The capital city of Venezuela is on the brink of its own ‘Arab Spring’ as ten of thousands anti-government protesters took to the streets of Caracas demanding the end to the current socialist-leaning government.
The protesters have not only surged in numbers they have surged in defiance of Venezuela’s President Nicolas Maduro’s crack down. Yesterday, the protesters shut down the six-lane highway that is the key thoroughfare of the capital city.
The protesters, many of them students, are protesting the falling living standards of many Venezuelans, the rampant violence and many of the economic policies of Maduro’s administration. The country is living under a 56 percent inflation rate, stagnant wages and shortages on everything from food to toilet paper.
The protests that have sprung up around the country are in their second week. The protests in Caracas have attracted the most people and have resulted in three deaths.
To add fuel to the fire, Maduro ordered the arrest of opposition leader Leopoldo Lopez and the expulsion of three U.S. diplomats. Lopez is the Harvard educated, former mayor of Chacao who is wanted on trumped up charges of murder and trying to over throw the government. Meanwhile, the U.S. diplomats are accused of aiding the protesters and trying to destabilize the government – they have until Wednesday to leave the country.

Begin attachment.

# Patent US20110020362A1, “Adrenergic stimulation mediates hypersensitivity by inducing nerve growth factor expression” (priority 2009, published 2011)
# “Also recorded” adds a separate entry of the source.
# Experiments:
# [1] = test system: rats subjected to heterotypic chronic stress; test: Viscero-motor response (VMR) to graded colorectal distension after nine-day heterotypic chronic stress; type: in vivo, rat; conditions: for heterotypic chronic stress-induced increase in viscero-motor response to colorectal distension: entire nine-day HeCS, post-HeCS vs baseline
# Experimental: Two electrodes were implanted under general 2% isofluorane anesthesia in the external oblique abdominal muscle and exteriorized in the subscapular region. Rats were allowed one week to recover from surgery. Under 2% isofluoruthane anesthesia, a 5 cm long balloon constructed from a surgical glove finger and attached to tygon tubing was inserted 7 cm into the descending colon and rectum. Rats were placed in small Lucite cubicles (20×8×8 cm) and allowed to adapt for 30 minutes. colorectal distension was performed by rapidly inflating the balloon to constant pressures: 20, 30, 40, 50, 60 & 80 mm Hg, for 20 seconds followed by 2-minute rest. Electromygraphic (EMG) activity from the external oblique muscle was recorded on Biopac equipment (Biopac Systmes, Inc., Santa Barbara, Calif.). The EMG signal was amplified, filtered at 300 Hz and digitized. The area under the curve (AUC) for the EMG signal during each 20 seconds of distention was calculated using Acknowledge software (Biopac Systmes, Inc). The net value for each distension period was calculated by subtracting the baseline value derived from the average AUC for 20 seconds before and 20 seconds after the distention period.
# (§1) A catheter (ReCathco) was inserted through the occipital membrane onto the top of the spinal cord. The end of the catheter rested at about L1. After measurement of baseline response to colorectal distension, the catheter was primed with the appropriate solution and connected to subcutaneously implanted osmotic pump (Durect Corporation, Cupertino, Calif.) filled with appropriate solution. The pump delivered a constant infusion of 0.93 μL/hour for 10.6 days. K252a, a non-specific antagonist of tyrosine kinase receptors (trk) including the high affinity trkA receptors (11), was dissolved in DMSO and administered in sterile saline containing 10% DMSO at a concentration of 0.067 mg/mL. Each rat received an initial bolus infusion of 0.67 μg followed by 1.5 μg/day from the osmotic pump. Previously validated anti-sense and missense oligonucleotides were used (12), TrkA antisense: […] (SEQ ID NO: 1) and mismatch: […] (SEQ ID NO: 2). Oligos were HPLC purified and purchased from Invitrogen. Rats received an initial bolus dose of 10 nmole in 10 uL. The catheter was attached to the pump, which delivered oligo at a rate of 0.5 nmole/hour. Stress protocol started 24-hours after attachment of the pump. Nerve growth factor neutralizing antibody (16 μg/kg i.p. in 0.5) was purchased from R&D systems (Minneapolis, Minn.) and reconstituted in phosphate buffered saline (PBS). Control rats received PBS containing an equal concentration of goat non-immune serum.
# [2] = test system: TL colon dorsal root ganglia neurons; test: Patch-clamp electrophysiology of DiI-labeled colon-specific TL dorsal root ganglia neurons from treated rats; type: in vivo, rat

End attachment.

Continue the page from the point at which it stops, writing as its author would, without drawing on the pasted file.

Lopez turned himself in to the National Guard right in the middle of the sea of protesters and was placed in an armored vehicle while thousands of his supporters pleaded for his release.
As of late yesterday evening, Lopez remained in custody and is believed to be in a Caracas military jail.
Anti-government protesters were met on the street by pro-government demonstrators dressed in red, symbolizing their alliance to Maduro and his administration. Both sides recognizing that the country is on the brink of a political crisis.
International attention is now on the protesters and Maduro’s government. His crackdown on anti-government protesters has brought criticism from the U.S. and the Venezuelan Catholic church. The Catholic bishops of Venezuela are urging for “respect and the protection of human rights,” as is the U.S. while this crisis unfolds.